Often you see that a CMS solves this problem by creating a redirect, but when a file moves too frequently, you risk getting a Too Many Redirects error, or worse: an infinite redirect loop. All of this can be avoided by registering every document in the blockchain, and have your CMS add a new record every time the location of the document changes. Then, instead of sharing the document or the document's location, you merely have to share the document's ID. Whoever wants to consult the document, can get the location by searching the blockchain for the latest location record on the blockchain. Given the right credentials –in case the URL can't be accessed publicly–, the corresponding document can be downloaded. Since the record also contains a signed hash of the file, whoever consumes the document can also check if the file is authentic and hasn't been tampered with. This also implies that it's not mandatory to centralize all of your documents on one and the same storage system. Different cloud storage services can be used with blockchain routing document consumers to the appropriate service.
When setting up a blockchain for documents, it will be important to make a clear distinction between the content that needs to remain secret and the information that can be public. Keep in mind that all the information that is stored in the blockchain can eventually be exposed publicly, even if it's encrypted.
Imagine that we'd use the blockchain to register certificates of real estate property, works of art, diamonds, and other valuable assets. An owner might not want the specific description of all of his assets to be displayed publicly, yet he might want to be able to prove that he is indeed the owner of an assets that corresponds with the description on a certificate. This can be achieved by having the certificate registered in the blockchain e.g. signed by the previous owner selling the asset, along with metadata about the new owner.
This also implies that given an ID of a certificate, you'll be able to go back in time and discover every previous owner of the asset. However, without access to the certificate, you'll never know the specifics about the asset, except for the information stored as extra metadata. You'll have to choose that metadata wisely. For instance, if the assets consist of real-estate, do you really want a public ledger listing the address of each property, along with a historic overview of every owner?
Some documents need to be verifiable for a long period in time. For instance: if you write your last will and testament at the age of 40, you hope that no one will have to consult that document for another 40 years in the future. Unfortunately, the document will have to surface one day, and on that day, you want your heirs to give the assurance that the document they are looking at is genuine. They won't have that assurance if you created a hash of the document in the year 2000 using SHA-1.
One way to ensure the Long-Term Validation of your last will and testament could be to deposit it with a trusted third party that registers an original of your last will and testament on a public blockchain with centralized ledger control on a regular basis, always using the latest hashing algorithms.
Journalists were able to write about tax evasion because they had access to a massive amount of documents. They discovered these documents in an indirect way. Instead of investigating the people and the companies mentioned in the Panama or Paradise Papers, they targeted the consultants working on behalf of the alleged tax evaders. Thanks to whistleblowers and data breaches at these consultants, they even discovered targets they previously didn't even know of.
Obviously, this isn't good news for the people and companies involved, nor for their consultants. All of this could have been avoided if only the consultants wouldn't have kept an archive consisting of documents with sensitive information. Consultants will probably argue that they needed to keep a trail of historical documents to ensure the continuity of their service. True as that may be, they could also have put the burden of archiving documents on their customers, making the consultant less vulnerable for exposing sensitive data. Consultants will argue that they can't always trust the customer to provide original, authentic, genuine documents, but that problem can easily be solved. A consultant could easily create a private blockchain with centralized ledger control to store hashes of the documents, instead of the actual documents. The moment a consultant –such as a law firm, a fiscal advisor– is no longer working on a specific case, all documents related to that case can be registered in the private blockchain, transferred to the customer, and physically removed from the consultant's own archive.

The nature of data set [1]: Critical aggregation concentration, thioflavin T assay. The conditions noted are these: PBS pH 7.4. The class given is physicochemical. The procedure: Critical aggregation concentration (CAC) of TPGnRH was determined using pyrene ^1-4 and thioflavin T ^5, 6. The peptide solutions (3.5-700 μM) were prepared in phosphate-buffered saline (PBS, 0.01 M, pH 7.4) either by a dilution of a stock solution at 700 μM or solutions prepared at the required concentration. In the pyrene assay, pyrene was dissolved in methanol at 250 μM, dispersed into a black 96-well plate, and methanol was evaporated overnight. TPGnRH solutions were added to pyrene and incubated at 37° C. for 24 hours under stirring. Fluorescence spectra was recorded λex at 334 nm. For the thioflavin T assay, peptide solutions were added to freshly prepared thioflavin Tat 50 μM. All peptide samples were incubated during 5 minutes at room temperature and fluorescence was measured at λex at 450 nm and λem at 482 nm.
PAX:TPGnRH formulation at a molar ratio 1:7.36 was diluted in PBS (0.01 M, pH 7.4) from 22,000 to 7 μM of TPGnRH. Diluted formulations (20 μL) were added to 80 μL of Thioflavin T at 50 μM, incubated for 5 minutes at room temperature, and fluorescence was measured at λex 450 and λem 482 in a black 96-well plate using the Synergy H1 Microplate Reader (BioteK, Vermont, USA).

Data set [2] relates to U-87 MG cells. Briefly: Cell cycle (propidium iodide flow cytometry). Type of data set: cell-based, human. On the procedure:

To avoid "expiration", one could think of a subscription, where the customer returns to the consultant on a regular basis –e.g. every three years– giving temporary access to the customer's private archive of documents. The consultant can then verify if that set of documents is complete, authentic, untampered with, and register the set of documents anew using the latest hashing algorithms. Once the verification and renewal of the registration is done, the consultant can once more physically delete the documents, so that, when there's a breach at the consultant –e.g. by a hacker or a thief–, that intruder can only access the documents the consultant is currently working on. He'll only find a hash of all the other, historical documents. If an intruder wants access to all the documents, he has to break into the system of every single customer.
This use case is also important in the context of GDPR. GDPR is a European regulation that –among others– gives European Citizens the right to have their personal data removed from the systems of a company in specific situations. In the case such a company only stores a hash of the personal data, and not the actual data, there is no personal data to remove.
These are only a handful of examples. Once you start looking at existing document problems, you'll easily find many other use cases of registering documents in the blockchain. Feel free to share those ideas with iText; we can provide the technology that will help you getting started.